Friends who know me and my knitting life will know I don't swatch. Of course that can have bad results but give me a skein of squishy woolly goodness and a new pattern and I just can't wait to cast on 'properly'. It's the same with making a toile when I'm dressmaking. I mean, there's slow fashion and there's #whenamIEVERgoingtogetthisdone?' fashion. But I am making an exception with my Joan Dress - two reasons
1. There is a lot of shaping in this pattern, it has a waist seam and darts in several directions. Each dart and seam must be in the right place. If I get the fit wrong it will not forgive me
2. My gorgeous Japanese fabric from Raystitch has very little give, I love it and don't want to ruin it but for me to do justice to the pattern and the fabric it must not be too tight or too loose.
So I made a toile. Well actually I made up the lining as a toile using this lovely vintage fabric. I bought it in a sale, from a place that gets stock that has lain in people's lofts for years. It feels like silk but I don't think it is, could it be rayon? Does anyone know how to test? I think there is something called a burn test but that sounds dangerous.
My two main fitting concerns were the waist, I am a UK size 16 and the bust and hip measurements were fine but I needed a couple of centimetres more at the waist, and the bodice length. I decided the darts had enough in them to ease the waist size and to add 2.5cm to the bodice length midway down the underarm seam. Otherwise I cut the pattern out as it was printed.
I had some cat help!
The fit was pretty good, the waist in the right place and the sleeve/shoulder seam sat just right. Sitting down, the skirt did not ride up too much
But there was a problem with the sleeve. It looked fine with my arms straight but as soon as I reached forward it was too tight. The solution was to widen the sleeve - possible with the outer fabric but what to do with the lining that is already cut? I decided it would be OK if I let in a strip of fabric down the centre of the sleeve, from crown to hem giving me another 3cm around the top of my arms.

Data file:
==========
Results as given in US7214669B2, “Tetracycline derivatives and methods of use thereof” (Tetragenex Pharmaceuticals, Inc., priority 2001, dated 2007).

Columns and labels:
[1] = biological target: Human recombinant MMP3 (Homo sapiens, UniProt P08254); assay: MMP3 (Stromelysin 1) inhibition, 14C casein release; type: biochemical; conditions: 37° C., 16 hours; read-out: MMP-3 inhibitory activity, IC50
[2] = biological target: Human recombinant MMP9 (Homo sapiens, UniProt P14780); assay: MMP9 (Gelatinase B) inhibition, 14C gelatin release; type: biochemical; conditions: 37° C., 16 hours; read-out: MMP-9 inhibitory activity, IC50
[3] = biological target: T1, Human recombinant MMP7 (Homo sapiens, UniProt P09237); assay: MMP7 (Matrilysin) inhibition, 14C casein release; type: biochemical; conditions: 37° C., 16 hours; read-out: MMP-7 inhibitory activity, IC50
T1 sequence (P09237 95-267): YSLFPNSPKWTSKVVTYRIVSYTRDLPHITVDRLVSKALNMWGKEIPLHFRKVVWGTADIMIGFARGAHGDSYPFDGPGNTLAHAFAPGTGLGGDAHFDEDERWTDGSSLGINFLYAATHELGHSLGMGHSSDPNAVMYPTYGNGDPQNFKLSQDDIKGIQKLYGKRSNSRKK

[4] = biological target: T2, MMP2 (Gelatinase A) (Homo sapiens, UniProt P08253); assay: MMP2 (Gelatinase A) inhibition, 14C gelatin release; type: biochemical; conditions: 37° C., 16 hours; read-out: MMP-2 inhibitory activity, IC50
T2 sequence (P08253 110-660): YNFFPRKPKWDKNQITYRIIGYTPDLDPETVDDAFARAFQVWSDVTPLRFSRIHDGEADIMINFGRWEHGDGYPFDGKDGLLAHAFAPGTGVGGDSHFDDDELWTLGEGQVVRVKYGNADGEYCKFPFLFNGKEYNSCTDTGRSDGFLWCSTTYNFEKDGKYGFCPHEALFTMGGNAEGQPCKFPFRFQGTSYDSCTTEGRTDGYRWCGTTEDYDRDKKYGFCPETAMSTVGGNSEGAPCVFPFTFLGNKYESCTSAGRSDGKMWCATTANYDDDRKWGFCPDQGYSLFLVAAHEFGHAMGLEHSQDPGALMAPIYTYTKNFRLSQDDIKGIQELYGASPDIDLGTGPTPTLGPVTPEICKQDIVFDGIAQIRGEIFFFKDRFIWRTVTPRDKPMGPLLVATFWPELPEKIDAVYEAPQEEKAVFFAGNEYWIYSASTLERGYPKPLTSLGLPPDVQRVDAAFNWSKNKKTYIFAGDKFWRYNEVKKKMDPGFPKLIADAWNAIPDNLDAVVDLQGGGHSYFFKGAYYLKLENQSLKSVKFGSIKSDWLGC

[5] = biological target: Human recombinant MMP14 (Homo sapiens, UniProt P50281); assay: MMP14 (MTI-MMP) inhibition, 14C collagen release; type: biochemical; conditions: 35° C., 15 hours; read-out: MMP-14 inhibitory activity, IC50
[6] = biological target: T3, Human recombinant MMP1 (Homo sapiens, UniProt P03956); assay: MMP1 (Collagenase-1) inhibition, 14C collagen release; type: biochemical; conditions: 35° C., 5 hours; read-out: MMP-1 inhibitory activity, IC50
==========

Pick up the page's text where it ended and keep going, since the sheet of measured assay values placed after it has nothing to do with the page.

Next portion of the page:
This of course means the sleeve is fuller at the crown, with too much to shrink away with the usual double line of gathers. The solution was to make the armhole bigger. So I split the 2.5cm extra length for the bodice by adding 1.5 above the bust (giving me a total of 3 cm extra circumference to the armhole) and 1 cm below the bust. It worked! The only other modification I made is to shorten the skirt so that the finished length is just above my knees.
Needing to make notes on my modifications and not having a notebook to hand I wrote on the lining with a frixion pen - the writing will magically disappear when the fabric is ironed. Before laying the toile pieces out on my fabric and cutting out I ironed everything with Flatter By Soak. An ironing spray, originally developed for patchworkers but also fab for dress making, it's not a starch, it does not clog your iron but it does give a lovely professional finish to any fabric and smells nice too.
When I made the toile I used a wide machine basting stitch and some bright red thread so that I could easily unpick and iron before using the modified lining pieces instead of the paper pattern.
And so, using my toile as a pattern I cut out my fabric I only have 2.5m of fabric, much less than the pattern states. To make this work I am going to 'bag' the lining (i.e. a similar construction to a coat or jacket), make the sleeves shorter and cut the collar out of a contrast material (to be revealed in a later post). I just made it with not a centimetre to spare!.
I stitched all the darts, the shoulder and side seams and now I must pause, I need to shop for a zip and wait for my contrast fabric to be delivered.
More sewing coming soon